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8 Codevelopment of Therapies for HIV as a Model Two speakers gave presentations on how combination therapies for human immunodeficiency virus (HIV) were developed, and how the lessons learned from that experience are applicable to developing inves - tigational combination cancer therapies. Dr. Carl Dieffenbach, director of the Division of Acquired Immunodeficiency Syndrome (AIDS) at the National Institute of Allergy and Infectious Diseases (NIAID) pointed out that HIV, like cancer, is extremely heterogeneous and because of the numerous different strains and the ability of the virus to rapidly mutate to elude the immune system, combination therapies have been key to keeping the virus in check in infected patients. “The problem with HIV is we literally have almost an infinite number of viruses,” said Dr. Gary Nabel, director of the Vaccine Research Center at NIAID. “Within a single individual shortly after infection, there are essentially millions of variants, so like for cancer therapy, where the cancer cells are constantly mutating, combinations for us are very important.” In 1996, three agents were successfully combined to treat HIV after they were shown to induce rapid reduction of viral loads and led to sus- tainable undetectable levels of virus in the blood. Since then, the entire field of therapeutics has focused on optimizing these combinations for safety, tolerability, and dosing. Currently, more than 30 compounds are approved for treating HIV and six fixed-dose combinations are available. Dr. Dieffenbach pointed out that since 1998, NIH’s main role in HIV drug development has been to focus on strategy trials—that is, once a single agent is approved, showing how to combine it in appropriate ways 63
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64 COLLABORATIONS TO DEVELOP COMBINATION CANCER THERAPIES with other agents. For these studies “the industry has been really good to us, in terms of donating drugs for trials,” Dr. Dieffenbach noted. His NIH division just completed a series of prevention trials using antivirals, and all of those drugs were donated, with the total cost of the drugs being approximately $50 or $60 million. “It’s been a very productive partnership because we built an industry, in terms of training a series of clinicians, putting together the infrastructure to run these kinds of drug trials. That has then largely become industry supported,” Dr. Dieffenbach said. One lesson learned from this experience is the need to target two steps in the life cycle of the virus, according to Dr. Dieffenbach. Combinations that target a single step tend to have overlapping toxicities and run the risk of pharmacological and potentially virological interference, he said. He added that potency matters in terms of the dosing and the impact. “Unlike cancer chemotherapy, these are drugs that are designed to be taken every day for the rest of the patients’ lives so what we want is a safe drug,” Dr. Dieffenbach stressed. THE IMPORTANCE OF SURROGATE MARKERS HIV drug development benefited immensely from the ability to use viral load as a validated surrogate for response to therapy, Dr. Dieffenbach stressed. Dr. Nabel added that “the fundamental difference scientifically between HIV and cancer is that we really have a crystal clear biomarker— viral load—that makes it so much easier for everybody, because you really can rally to one thing. That’s how we ended up getting six targets of dif - ferent classes because you were all aligned to that one thing,” he said. Dr. Nabel suggested that it would help the combination cancer therapy field if advocacy groups and scientists joined together to formulate a plan for showing the utility of biomarkers. “There has to be some kind of coales - cence, and what may be hurting your efforts in advocacy and the scientific efforts is the lack of focus and the ambiguity and the biomarkers,” he said. He added that the use of HIV neutralizing antibody as a biomarker for vaccine effectiveness has also helped the development of HIV vaccines. It is also helpful to have a system for measuring the comparative effec- tiveness of various combinations, Dr. Dieffenbach pointed out. He showed a recent effort to do this in HIV by Shen and colleagues (2008, 2009). These researchers, through simple mathematical manipulations, were able to rate combination therapies on their ability to inhibit virus replication and graphically represent which ones were the best treatments (see Figure 8-1). He raised the question of whether a similar approach could be used to compare the effectiveness of combination cancer chemotherapies.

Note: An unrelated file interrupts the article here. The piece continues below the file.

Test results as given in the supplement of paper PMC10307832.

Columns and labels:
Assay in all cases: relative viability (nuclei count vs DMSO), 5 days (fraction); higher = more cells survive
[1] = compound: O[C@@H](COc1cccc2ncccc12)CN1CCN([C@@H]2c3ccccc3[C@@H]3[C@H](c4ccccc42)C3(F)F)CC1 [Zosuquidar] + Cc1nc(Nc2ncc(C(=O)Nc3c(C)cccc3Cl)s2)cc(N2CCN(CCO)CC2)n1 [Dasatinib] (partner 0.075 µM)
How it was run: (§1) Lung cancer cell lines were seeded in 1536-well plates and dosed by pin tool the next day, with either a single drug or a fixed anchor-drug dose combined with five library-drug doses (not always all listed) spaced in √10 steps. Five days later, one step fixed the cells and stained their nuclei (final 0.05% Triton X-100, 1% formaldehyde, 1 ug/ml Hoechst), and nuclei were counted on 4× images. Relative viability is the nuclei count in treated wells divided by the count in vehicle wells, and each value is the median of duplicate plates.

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IQcmax =100 (a) (b) 10 IQcmin =100 9 Cmin Cmax IC50 8 100 7 IIP =2 10 6 1 5 IIPave IIP =6 0.1 4 ƒu(%) 0.01 3 0.001 2 m=1 0.0001 1 m=3 50% 0 0.00001 0.001 0.01 0.1 1 10 Drug Concentration (µm) Abacavir Tenofovir Efavirenz Nelfinavir Etravirine Indinavir/r Stavudine Lopinavir/r Nevirapine Enfuvirtide Raltegravir Zidovudine Elvitegravir Darunavir/r Delavirdine Didanosine Tipranavir/r Lamivudine Saquinavir/r Atazanavir/r Amprenavir/r Emtricitabine FIGURE 8-1 Instantaneous inhibitory potential (IIP) of antiretroviral drugs. The IIP of hypothetical and current antiretroviral drugs can provide insights on which drugs would work well in combination. (a) The dose–response curves for hypothetical drugs show that there is a 10,000 fold-difference in antiviral activity depending on the slope. (b) Estimates of average IIP for current antiretro - viral drugs are given. The grey shaded area is the estimated range of average IIP values needed to stop viral replication in a patient with a viral load of 30,000 copies/milliliter. Only one drug, darunavir, may likely halt viral replication without a combination. SOURCE: Dieffenbach presentation (June 14, 2011). Reprinted from Shen, L., S. Rabi, and R. Siliciano. 2009. A novel method for de - Figure 6.eps termining the inhibitory potential of anti-HIV drugs. Trends in Pharmacological Science 30(12):610–616, with permission from Elsevier. 65